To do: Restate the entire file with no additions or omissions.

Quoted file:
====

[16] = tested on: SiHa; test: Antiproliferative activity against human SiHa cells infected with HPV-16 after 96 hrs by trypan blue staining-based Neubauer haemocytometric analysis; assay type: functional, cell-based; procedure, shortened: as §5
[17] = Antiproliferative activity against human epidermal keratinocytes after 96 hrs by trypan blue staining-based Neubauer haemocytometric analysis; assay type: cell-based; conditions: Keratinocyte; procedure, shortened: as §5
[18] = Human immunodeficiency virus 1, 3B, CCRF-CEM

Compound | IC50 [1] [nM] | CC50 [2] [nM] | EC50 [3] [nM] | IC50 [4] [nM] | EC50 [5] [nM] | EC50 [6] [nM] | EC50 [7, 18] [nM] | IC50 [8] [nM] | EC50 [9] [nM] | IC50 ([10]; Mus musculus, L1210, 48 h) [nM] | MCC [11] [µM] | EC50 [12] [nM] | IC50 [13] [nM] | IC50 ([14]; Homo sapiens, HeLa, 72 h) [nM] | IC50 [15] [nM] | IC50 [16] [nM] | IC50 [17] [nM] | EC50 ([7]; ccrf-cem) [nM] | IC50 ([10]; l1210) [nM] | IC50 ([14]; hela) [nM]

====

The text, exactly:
[16] = tested on: SiHa; test: Antiproliferative activity against human SiHa cells infected with HPV-16 after 96 hrs by trypan blue staining-based Neubauer haemocytometric analysis; assay type: functional, cell-based; procedure, shortened: as §5
[17] = Antiproliferative activity against human epidermal keratinocytes after 96 hrs by trypan blue staining-based Neubauer haemocytometric analysis; assay type: cell-based; conditions: Keratinocyte; procedure, shortened: as §5
[18] = Human immunodeficiency virus 1, 3B, CCRF-CEM

Compound | IC50 [1] [nM] | CC50 [2] [nM] | EC50 [3] [nM] | IC50 [4] [nM] | EC50 [5] [nM] | EC50 [6] [nM] | EC50 [7, 18] [nM] | IC50 [8] [nM] | EC50 [9] [nM] | IC50 ([10]; Mus musculus, L1210, 48 h) [nM] | MCC [11] [µM] | EC50 [12] [nM] | IC50 [13] [nM] | IC50 ([14]; Homo sapiens, HeLa, 72 h) [nM] | IC50 [15] [nM] | IC50 [16] [nM] | IC50 [17] [nM] | EC50 ([7]; ccrf-cem) [nM] | IC50 ([10]; l1210) [nM] | IC50 ([14]; hela) [nM]